A flow of global news in pacy bits

A flow of global news in pacy bits

mobile phone cancer
Yes, we know of the conflicting results of studies on whether cell phone usage is a health liability. The jury is still out on that, but here is one news that should alert parents. According to a study published in the Journal of the National Cancer Institute, the radio emissions from mobile devices penetrate much deeper into the brains of children.

Apparently the brain tissues of children aged between five and eight absorb twice the energy that the head of an average adult does. This can, over time, affect their developing nervous systems. While long-term risks remain unknown, the researchers conclude that "a large and immediate risk of cell phones causing brain tumours in children can be excluded". So little Gudiya won't begin sprouting cancer cells overnight, but you might want to keep the mobile out of her reach.

We know tablets are hot (in fact, PC sales have slipped in the US, one of the factors as admitted by industry watchers being more people plumping for the tablet). But would you expect one in a shopping cart at your local mall? That's what a Chinese company is doing. SK Telecom's pilot programme in Shanghai's Lotus Supermarkets employs tablets that sync to your smartphone and inform you about discounts and sales while you shop.

Lotus shoppers first download an app to their smartphone that is used to create a shopping list and search for coupons and discounts. When shoppers amble down the aisles, the app syncs with the store's Wi-Fi network and the cart's tablet to provide real-time info. For example, if you were in the dairy aisle, the tablet might use augmented reality to let you know that a certain ice-cream brand is on sale or that there's a new kind of organic apple juice on the shelves. Knowing how China exports its products to every part of the world, we could well be pushing tab carts very soon ourselves.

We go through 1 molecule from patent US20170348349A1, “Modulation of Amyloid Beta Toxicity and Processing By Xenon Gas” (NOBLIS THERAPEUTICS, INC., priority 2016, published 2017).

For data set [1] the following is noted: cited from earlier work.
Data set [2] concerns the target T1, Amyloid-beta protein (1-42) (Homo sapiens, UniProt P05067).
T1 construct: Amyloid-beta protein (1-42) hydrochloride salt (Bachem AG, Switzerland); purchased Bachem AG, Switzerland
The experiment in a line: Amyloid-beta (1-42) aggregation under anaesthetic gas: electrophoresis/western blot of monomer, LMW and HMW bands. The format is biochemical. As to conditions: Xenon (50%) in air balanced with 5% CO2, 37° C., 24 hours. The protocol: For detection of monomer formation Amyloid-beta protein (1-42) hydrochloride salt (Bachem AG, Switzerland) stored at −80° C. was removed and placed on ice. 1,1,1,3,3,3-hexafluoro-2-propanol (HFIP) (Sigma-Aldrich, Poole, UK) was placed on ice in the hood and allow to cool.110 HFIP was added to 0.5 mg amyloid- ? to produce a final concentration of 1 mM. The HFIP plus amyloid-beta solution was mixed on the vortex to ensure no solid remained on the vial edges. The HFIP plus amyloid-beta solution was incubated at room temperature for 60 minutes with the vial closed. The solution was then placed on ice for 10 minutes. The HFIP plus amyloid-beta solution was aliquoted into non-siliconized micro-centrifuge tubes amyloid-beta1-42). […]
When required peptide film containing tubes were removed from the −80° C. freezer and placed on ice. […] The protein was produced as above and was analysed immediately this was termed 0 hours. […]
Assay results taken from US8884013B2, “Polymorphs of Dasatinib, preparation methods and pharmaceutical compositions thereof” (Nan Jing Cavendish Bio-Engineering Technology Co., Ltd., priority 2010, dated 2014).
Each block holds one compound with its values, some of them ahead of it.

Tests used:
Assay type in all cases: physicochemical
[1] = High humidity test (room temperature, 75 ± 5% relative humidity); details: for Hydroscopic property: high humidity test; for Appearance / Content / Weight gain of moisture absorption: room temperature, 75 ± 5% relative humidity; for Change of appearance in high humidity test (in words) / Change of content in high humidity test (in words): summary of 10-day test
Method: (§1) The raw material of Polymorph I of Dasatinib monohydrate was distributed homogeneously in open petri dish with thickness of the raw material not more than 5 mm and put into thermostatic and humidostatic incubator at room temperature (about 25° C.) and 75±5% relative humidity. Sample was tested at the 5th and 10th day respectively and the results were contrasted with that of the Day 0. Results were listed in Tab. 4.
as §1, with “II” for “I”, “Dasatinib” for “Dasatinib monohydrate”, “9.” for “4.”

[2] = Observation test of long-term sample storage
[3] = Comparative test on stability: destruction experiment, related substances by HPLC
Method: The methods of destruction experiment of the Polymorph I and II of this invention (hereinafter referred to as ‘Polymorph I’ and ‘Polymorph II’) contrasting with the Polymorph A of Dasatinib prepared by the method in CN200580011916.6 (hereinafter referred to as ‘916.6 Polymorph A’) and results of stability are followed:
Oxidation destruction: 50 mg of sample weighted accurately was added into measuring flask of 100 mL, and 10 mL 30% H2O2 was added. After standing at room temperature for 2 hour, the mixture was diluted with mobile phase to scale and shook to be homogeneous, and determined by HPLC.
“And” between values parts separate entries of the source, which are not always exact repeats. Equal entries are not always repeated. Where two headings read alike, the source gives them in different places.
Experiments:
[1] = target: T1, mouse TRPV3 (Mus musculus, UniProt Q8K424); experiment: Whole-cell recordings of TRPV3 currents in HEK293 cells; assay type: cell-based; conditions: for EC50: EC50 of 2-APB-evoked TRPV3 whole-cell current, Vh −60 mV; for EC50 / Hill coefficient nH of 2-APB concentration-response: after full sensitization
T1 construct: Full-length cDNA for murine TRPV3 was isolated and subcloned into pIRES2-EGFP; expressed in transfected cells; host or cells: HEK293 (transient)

Newtons, put on your thinking caps-Apple is falling. Google's Android platform has captured almost 50 per cent of the global smartphone market, dominating in the Asia-Pacific region, says research firm Canalys. Android was the number one platform in 35 of 56 countries, with a market share of 48 per cent. Apple is a distant second with a market share of 19 per cent but it overtook Nokia as the world's largest smartphone vendor.

Most of us in cities and towns are so used to ATMs that we would be at a loss should we find ourselves with no money-spewing box in sight. But folks in rural areas, for whom operating an ATM would present problems, could also now enjoy the facility.

17%: The number of people who use Facebook to communicate with friends. 21% use email. Most (59%) still use phone messaging for catching up with social contacts, while 5% use instant messaging.
Cash register manufacturer NRC Corp has created a brand new ATM machine that looks like a post-office box. It will have biometric sensors, pre-set cash buttons, a printer and cash dispenser.

The main idea behind the device is to simplify ATM operations using biometrics and simple buttons. Users will scan their fingerprint, press a button and retrieve their cash. The ATM will begin testing in the US, but within a year, the company hopes to be sending these machines to targeted markets like China and India.